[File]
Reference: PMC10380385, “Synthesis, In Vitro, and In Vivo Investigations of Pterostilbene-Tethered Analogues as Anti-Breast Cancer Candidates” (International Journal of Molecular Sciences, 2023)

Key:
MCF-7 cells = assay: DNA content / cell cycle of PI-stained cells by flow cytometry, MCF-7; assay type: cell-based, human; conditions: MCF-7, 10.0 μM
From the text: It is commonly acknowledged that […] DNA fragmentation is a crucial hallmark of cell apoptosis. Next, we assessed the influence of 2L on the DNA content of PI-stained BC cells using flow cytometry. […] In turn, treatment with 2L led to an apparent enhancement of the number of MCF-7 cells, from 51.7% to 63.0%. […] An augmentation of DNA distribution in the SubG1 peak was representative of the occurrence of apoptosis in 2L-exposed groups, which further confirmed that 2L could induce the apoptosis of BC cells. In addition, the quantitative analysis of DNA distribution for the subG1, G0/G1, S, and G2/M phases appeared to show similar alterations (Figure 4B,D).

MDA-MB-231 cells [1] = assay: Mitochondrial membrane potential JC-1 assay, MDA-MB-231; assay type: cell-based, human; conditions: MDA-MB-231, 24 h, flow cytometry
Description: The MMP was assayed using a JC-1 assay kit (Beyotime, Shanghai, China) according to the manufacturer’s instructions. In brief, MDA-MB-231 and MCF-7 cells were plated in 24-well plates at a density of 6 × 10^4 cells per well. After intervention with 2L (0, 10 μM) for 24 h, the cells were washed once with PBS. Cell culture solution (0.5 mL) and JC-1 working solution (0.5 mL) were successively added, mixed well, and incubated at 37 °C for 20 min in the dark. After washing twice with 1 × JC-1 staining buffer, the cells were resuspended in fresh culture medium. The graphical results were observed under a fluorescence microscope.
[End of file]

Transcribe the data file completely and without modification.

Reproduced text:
Reference: PMC10380385, “Synthesis, In Vitro, and In Vivo Investigations of Pterostilbene-Tethered Analogues as Anti-Breast Cancer Candidates” (International Journal of Molecular Sciences, 2023)

Key:
MCF-7 cells = assay: DNA content / cell cycle of PI-stained cells by flow cytometry, MCF-7; assay type: cell-based, human; conditions: MCF-7, 10.0 μM
From the text: It is commonly acknowledged that […] DNA fragmentation is a crucial hallmark of cell apoptosis. Next, we assessed the influence of 2L on the DNA content of PI-stained BC cells using flow cytometry. […] In turn, treatment with 2L led to an apparent enhancement of the number of MCF-7 cells, from 51.7% to 63.0%. […] An augmentation of DNA distribution in the SubG1 peak was representative of the occurrence of apoptosis in 2L-exposed groups, which further confirmed that 2L could induce the apoptosis of BC cells. In addition, the quantitative analysis of DNA distribution for the subG1, G0/G1, S, and G2/M phases appeared to show similar alterations (Figure 4B,D).

MDA-MB-231 cells [1] = assay: Mitochondrial membrane potential JC-1 assay, MDA-MB-231; assay type: cell-based, human; conditions: MDA-MB-231, 24 h, flow cytometry
Description: The MMP was assayed using a JC-1 assay kit (Beyotime, Shanghai, China) according to the manufacturer’s instructions. In brief, MDA-MB-231 and MCF-7 cells were plated in 24-well plates at a density of 6 × 10^4 cells per well. After intervention with 2L (0, 10 μM) for 24 h, the cells were washed once with PBS. Cell culture solution (0.5 mL) and JC-1 working solution (0.5 mL) were successively added, mixed well, and incubated at 37 °C for 20 min in the dark. After washing twice with 1 × JC-1 staining buffer, the cells were resuspended in fresh culture medium. The graphical results were observed under a fluorescence microscope.